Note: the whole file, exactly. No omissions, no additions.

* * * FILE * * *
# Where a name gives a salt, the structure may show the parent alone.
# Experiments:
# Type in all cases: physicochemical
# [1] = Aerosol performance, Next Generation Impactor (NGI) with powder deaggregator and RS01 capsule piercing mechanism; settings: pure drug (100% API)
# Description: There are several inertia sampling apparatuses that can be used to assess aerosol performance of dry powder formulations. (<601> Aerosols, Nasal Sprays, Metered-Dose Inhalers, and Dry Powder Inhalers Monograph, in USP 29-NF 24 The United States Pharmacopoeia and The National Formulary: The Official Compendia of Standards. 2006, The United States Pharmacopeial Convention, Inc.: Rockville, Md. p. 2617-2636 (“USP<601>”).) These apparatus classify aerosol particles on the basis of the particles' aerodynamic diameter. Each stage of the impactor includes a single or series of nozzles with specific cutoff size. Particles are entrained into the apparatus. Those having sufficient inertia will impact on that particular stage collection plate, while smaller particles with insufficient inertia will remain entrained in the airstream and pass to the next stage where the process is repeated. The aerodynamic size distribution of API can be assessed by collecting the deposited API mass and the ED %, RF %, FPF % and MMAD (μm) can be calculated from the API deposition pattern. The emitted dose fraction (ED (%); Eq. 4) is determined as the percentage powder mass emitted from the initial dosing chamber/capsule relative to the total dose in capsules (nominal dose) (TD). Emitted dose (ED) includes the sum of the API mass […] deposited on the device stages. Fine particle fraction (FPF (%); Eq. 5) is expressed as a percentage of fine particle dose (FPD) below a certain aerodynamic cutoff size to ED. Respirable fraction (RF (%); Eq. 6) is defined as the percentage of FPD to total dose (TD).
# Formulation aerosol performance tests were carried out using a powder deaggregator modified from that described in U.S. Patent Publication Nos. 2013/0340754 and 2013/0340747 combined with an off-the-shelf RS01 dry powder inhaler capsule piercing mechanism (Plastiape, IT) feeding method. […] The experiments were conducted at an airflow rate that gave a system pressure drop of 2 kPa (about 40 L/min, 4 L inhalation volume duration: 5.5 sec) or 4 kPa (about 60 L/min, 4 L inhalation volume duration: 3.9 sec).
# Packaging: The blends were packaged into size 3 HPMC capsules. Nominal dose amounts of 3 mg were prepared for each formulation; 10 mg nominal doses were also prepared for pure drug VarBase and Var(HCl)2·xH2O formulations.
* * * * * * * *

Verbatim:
# Where a name gives a salt, the structure may show the parent alone.
# Experiments:
# Type in all cases: physicochemical
# [1] = Aerosol performance, Next Generation Impactor (NGI) with powder deaggregator and RS01 capsule piercing mechanism; settings: pure drug (100% API)
# Description: There are several inertia sampling apparatuses that can be used to assess aerosol performance of dry powder formulations. (<601> Aerosols, Nasal Sprays, Metered-Dose Inhalers, and Dry Powder Inhalers Monograph, in USP 29-NF 24 The United States Pharmacopoeia and The National Formulary: The Official Compendia of Standards. 2006, The United States Pharmacopeial Convention, Inc.: Rockville, Md. p. 2617-2636 (“USP<601>”).) These apparatus classify aerosol particles on the basis of the particles' aerodynamic diameter. Each stage of the impactor includes a single or series of nozzles with specific cutoff size. Particles are entrained into the apparatus. Those having sufficient inertia will impact on that particular stage collection plate, while smaller particles with insufficient inertia will remain entrained in the airstream and pass to the next stage where the process is repeated. The aerodynamic size distribution of API can be assessed by collecting the deposited API mass and the ED %, RF %, FPF % and MMAD (μm) can be calculated from the API deposition pattern. The emitted dose fraction (ED (%); Eq. 4) is determined as the percentage powder mass emitted from the initial dosing chamber/capsule relative to the total dose in capsules (nominal dose) (TD). Emitted dose (ED) includes the sum of the API mass […] deposited on the device stages. Fine particle fraction (FPF (%); Eq. 5) is expressed as a percentage of fine particle dose (FPD) below a certain aerodynamic cutoff size to ED. Respirable fraction (RF (%); Eq. 6) is defined as the percentage of FPD to total dose (TD).
# Formulation aerosol performance tests were carried out using a powder deaggregator modified from that described in U.S. Patent Publication Nos. 2013/0340754 and 2013/0340747 combined with an off-the-shelf RS01 dry powder inhaler capsule piercing mechanism (Plastiape, IT) feeding method. […] The experiments were conducted at an airflow rate that gave a system pressure drop of 2 kPa (about 40 L/min, 4 L inhalation volume duration: 5.5 sec) or 4 kPa (about 60 L/min, 4 L inhalation volume duration: 3.9 sec).
# Packaging: The blends were packaged into size 3 HPMC capsules. Nominal dose amounts of 3 mg were prepared for each formulation; 10 mg nominal doses were also prepared for pure drug VarBase and Var(HCl)2·xH2O formulations.